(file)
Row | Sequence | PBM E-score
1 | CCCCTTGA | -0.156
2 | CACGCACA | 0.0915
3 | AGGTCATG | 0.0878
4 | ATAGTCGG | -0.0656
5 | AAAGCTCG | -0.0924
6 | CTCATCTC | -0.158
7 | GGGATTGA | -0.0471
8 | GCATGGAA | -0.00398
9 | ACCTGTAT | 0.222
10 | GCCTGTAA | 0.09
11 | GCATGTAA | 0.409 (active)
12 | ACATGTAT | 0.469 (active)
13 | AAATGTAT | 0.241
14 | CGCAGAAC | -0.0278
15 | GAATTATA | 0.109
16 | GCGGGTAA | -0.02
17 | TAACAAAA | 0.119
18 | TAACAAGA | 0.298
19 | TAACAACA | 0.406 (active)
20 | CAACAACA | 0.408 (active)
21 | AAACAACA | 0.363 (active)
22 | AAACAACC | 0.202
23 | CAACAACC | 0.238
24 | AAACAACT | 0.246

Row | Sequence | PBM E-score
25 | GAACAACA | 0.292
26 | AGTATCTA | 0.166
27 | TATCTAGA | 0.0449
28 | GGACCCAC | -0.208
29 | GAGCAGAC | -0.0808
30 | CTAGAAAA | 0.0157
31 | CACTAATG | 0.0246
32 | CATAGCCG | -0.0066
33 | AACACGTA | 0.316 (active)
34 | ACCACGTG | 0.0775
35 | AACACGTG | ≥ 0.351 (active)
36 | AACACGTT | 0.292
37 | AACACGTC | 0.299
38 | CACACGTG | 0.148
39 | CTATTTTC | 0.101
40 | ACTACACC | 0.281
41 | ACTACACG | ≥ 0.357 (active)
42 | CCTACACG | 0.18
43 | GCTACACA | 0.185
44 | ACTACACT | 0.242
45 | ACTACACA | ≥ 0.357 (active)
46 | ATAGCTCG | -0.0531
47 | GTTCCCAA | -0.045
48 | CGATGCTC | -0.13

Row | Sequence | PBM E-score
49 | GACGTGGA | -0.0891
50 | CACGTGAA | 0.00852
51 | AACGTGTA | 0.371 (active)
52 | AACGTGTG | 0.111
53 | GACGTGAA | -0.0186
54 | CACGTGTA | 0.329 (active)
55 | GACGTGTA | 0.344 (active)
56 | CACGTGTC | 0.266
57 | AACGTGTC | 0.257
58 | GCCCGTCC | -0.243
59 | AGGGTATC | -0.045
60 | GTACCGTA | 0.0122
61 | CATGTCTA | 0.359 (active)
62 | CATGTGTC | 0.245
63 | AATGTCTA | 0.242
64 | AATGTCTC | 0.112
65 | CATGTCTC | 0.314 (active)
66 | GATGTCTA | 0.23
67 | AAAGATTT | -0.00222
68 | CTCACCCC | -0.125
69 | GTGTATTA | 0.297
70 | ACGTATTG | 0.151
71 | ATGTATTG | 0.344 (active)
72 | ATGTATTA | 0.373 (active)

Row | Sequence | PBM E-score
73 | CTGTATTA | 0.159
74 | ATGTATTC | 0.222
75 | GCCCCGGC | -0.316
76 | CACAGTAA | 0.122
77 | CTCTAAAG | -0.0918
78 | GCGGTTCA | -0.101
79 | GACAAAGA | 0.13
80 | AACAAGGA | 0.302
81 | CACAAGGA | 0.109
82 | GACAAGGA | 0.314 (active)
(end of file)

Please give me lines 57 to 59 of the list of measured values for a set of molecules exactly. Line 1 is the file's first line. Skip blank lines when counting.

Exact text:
54 | CACGTGTA | 0.329 (active)
55 | GACGTGTA | 0.344 (active)
56 | CACGTGTC | 0.266